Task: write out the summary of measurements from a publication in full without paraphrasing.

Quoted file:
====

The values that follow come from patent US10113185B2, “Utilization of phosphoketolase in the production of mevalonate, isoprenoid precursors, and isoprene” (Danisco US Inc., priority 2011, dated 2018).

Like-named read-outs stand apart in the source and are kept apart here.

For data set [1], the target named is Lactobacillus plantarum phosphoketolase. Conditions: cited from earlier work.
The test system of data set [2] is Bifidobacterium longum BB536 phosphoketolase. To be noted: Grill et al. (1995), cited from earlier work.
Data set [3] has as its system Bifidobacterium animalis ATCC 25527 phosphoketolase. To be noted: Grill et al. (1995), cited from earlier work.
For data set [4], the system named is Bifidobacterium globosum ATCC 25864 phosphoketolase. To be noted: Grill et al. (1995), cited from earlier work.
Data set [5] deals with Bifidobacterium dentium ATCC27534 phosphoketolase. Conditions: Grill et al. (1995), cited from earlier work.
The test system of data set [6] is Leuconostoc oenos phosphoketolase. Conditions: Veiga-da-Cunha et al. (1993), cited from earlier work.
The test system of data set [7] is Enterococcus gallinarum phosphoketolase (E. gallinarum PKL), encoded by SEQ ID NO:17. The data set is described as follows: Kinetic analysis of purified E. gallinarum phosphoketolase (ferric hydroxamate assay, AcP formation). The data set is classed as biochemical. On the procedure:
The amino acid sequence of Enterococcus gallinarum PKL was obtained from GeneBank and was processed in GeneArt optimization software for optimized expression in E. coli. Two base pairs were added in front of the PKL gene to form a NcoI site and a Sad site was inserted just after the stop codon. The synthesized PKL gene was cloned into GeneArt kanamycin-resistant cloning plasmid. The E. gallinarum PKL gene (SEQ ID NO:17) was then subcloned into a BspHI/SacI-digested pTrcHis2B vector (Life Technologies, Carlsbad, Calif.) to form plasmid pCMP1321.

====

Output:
The values that follow come from patent US10113185B2, “Utilization of phosphoketolase in the production of mevalonate, isoprenoid precursors, and isoprene” (Danisco US Inc., priority 2011, dated 2018).

Like-named read-outs stand apart in the source and are kept apart here.

For data set [1], the target named is Lactobacillus plantarum phosphoketolase. Conditions: cited from earlier work.
The test system of data set [2] is Bifidobacterium longum BB536 phosphoketolase. To be noted: Grill et al. (1995), cited from earlier work.
Data set [3] has as its system Bifidobacterium animalis ATCC 25527 phosphoketolase. To be noted: Grill et al. (1995), cited from earlier work.
For data set [4], the system named is Bifidobacterium globosum ATCC 25864 phosphoketolase. To be noted: Grill et al. (1995), cited from earlier work.
Data set [5] deals with Bifidobacterium dentium ATCC27534 phosphoketolase. Conditions: Grill et al. (1995), cited from earlier work.
The test system of data set [6] is Leuconostoc oenos phosphoketolase. Conditions: Veiga-da-Cunha et al. (1993), cited from earlier work.
The test system of data set [7] is Enterococcus gallinarum phosphoketolase (E. gallinarum PKL), encoded by SEQ ID NO:17. The data set is described as follows: Kinetic analysis of purified E. gallinarum phosphoketolase (ferric hydroxamate assay, AcP formation). The data set is classed as biochemical. On the procedure:
The amino acid sequence of Enterococcus gallinarum PKL was obtained from GeneBank and was processed in GeneArt optimization software for optimized expression in E. coli. Two base pairs were added in front of the PKL gene to form a NcoI site and a Sad site was inserted just after the stop codon. The synthesized PKL gene was cloned into GeneArt kanamycin-resistant cloning plasmid. The E. gallinarum PKL gene (SEQ ID NO:17) was then subcloned into a BspHI/SacI-digested pTrcHis2B vector (Life Technologies, Carlsbad, Calif.) to form plasmid pCMP1321.